John Wyndham, “The Day of the Triffids” (1951) – I’ve heard this called the grand-daddy of post-apocalyptic fiction. On the one hand, this sounds wrong — I feel like there are earlier examples, like “The War of the Worlds” — but on the other hand feels right in a genre relevance sense. The apocalypse, unlike most, is a two-parter. First, a species of carnivorous plant called the triffids appear. This isn’t much of a problem at first, because people can control them, despite their deadly poisonous stingers and increasingly apparent ability to communicate with one another. Then one day, a mysterious shower of comets — or something that look like comets — blind the vast majority of people on Earth (one wonders if Jose Saramago read this one).
Biologist Bill is one of the lucky ones with sight- he was in the hospital with a triffid sting to the eyes and hence couldn’t see the comet shower. By the time he’s able to get up and out of the hospital, civilization is already collapsing. Wyndham effectively describes the pathos of roving gangs of blind people attempting to loot to survive, the sighted either lording it over the blind as kings, trying and failing to help them, or trying to secede from the rest of the species.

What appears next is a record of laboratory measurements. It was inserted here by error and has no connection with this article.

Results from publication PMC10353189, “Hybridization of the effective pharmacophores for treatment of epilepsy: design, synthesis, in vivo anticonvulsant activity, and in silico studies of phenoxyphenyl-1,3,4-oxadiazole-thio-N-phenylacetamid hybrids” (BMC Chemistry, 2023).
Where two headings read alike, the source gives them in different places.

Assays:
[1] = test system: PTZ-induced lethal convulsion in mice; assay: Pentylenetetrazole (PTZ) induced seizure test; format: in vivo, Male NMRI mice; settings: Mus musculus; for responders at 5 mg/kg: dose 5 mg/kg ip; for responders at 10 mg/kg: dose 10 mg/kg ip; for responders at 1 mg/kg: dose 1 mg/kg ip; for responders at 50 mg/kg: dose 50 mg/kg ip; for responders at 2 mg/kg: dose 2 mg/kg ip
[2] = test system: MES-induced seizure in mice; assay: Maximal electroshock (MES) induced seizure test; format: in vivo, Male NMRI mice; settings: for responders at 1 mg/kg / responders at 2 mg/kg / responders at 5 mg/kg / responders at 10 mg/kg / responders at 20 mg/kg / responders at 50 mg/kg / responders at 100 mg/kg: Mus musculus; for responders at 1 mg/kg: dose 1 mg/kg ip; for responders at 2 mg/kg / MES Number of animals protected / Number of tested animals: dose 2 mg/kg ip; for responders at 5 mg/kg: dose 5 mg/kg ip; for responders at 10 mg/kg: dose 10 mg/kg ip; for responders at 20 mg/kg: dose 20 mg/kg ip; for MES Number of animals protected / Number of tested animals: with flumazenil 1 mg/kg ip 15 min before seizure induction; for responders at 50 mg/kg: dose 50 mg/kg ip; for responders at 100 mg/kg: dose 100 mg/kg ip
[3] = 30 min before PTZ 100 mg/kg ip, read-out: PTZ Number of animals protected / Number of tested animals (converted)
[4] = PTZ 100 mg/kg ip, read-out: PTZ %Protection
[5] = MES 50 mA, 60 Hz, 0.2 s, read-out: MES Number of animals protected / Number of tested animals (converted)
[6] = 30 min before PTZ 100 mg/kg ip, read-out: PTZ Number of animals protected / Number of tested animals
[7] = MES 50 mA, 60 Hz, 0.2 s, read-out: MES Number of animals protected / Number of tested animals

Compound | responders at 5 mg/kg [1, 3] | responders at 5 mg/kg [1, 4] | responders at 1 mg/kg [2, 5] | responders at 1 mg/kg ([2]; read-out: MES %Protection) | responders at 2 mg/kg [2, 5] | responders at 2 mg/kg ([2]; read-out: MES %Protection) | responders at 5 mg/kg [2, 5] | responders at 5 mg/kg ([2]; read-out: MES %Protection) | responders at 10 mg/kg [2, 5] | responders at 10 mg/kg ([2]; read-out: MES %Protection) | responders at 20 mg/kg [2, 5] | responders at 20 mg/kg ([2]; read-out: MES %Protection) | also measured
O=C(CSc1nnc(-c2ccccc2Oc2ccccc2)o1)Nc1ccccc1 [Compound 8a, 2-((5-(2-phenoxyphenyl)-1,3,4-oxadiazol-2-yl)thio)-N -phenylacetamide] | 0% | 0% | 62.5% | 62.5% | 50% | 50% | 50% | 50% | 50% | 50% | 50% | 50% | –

If “Day of the Triffids” created post-apocalyptic conventions, it did a very good job, as it all colors within the lines: Bill rescues a sighted girl and they promptly fall in love; they entertain but reject various humanitarian theories of how to deal with the crisis as doomed, through no fault of themselves, of course, they’re still the good guys; they meet up with a group of like-minded survivors led by someone making philosophical/sociological points that all lead to “free love;” Bill and Josella get separated and Bill undertakes all kinds of adventures getting her back.
It’s all well done. The triffids are genuinely creepy, even if a lot of surviving in the early parts of the book is more about avoiding disease and hunger than avoiding them. The anti-humanitarian lessons are contrived but not forced, in a literary sense. The characters are well-realized, especially for midcentury science fiction that doesn’t make a display of literary qualities. It’s worth reading both from a history-of-genre perspective and on its own merits. ****’